This may be of interest:http://youtu.be/mEXGIIzQe6k
My speculation is that the rectangular signs, as well as the octagon stop sign, require just straight cuts and rounded corners which are much easier to perform - and the same equipment can be used for different sizes of signs.
But each cutout route marker - and advance railroad crossing sign - requires a special die cut, for each size of sign. And since there's only one sign that uses each die, the cost of the die and the cutting equipment cost can only be amortized against the cost of that type of sign. Throw in that there are much fewer quantities of those signs...well, those cutout signs start to get pricey.
A 12x18 "No Parking" sign can be had for about $15. Simple, extremely common. A 24" stop sign, about $30-40. With those signs, the increase is cost is mostly due to which reflective material you want. The higher reflectivity and more durable reflective material, the higher the cost. A sign suitable for a private parking lot or corporate campus (where reflectivity is not a main concern), inexpensive. But a 24" cutout sign is around $75 or more.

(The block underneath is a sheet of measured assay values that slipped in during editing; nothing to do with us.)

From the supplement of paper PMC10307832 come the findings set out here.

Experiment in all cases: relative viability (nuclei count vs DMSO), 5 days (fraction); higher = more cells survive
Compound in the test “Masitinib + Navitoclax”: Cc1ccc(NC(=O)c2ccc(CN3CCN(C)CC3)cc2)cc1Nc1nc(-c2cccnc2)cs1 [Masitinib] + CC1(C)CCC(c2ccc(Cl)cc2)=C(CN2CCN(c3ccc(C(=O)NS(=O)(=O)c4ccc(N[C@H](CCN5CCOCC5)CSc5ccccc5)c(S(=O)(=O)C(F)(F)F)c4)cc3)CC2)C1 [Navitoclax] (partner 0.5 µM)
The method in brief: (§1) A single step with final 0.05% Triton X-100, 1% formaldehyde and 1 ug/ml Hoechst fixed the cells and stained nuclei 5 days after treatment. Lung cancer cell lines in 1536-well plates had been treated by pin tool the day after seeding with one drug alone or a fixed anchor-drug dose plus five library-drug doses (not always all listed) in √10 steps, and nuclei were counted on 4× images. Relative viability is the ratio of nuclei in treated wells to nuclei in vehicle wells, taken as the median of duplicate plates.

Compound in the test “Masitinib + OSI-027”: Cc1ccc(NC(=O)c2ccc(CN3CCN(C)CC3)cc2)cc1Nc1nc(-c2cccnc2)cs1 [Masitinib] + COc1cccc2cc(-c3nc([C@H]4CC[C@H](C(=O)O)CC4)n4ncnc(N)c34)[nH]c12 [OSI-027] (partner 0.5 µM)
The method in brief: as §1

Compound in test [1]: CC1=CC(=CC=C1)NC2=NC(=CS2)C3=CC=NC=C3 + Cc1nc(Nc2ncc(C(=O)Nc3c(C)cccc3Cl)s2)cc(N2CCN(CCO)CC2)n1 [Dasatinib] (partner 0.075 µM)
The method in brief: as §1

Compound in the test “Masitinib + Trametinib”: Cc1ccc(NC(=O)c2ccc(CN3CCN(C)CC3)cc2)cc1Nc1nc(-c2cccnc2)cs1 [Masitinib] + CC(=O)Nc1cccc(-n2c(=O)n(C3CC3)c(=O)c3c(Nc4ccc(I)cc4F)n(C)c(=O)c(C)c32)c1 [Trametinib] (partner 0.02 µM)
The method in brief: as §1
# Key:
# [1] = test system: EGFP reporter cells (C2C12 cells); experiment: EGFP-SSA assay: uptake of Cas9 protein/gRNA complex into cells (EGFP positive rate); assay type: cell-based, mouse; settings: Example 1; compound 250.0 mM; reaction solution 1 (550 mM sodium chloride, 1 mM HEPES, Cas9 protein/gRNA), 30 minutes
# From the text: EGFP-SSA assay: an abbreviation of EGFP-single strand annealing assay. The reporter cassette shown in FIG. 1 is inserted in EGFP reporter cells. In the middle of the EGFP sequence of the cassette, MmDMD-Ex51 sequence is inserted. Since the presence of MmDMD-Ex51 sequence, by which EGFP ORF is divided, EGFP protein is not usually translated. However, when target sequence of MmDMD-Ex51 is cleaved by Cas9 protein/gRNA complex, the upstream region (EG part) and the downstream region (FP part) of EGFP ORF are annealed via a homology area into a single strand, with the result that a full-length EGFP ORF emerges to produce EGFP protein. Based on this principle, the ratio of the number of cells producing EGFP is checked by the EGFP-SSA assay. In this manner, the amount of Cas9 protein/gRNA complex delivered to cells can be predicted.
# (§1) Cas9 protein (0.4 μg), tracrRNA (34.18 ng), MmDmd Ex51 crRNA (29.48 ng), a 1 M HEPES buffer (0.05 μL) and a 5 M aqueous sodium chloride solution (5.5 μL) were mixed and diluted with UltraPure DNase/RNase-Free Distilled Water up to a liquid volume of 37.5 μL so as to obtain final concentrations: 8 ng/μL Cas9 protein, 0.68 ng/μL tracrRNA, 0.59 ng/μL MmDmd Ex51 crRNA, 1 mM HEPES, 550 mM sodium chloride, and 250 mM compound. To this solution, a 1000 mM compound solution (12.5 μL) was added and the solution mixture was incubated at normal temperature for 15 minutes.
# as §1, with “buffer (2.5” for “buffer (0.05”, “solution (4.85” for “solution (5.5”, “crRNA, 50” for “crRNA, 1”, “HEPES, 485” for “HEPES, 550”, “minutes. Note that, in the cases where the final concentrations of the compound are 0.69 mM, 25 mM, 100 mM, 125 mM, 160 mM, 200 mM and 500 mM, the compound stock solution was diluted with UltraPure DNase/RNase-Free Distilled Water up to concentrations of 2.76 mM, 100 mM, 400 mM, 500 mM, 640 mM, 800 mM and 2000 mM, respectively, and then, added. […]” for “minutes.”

True, you can sell the scrap pieces, but that won't result in a large amount of money and certainly nothing that would come close to recouping the cost of the more expensive sign. Frankly, I'm surprised the U.S. hasn't followed Canada in developing a diamond shaped railroad crossing sign, or allowed a circular image on a square sign (much like the non-cutout Interstate shields ODOT has started to use).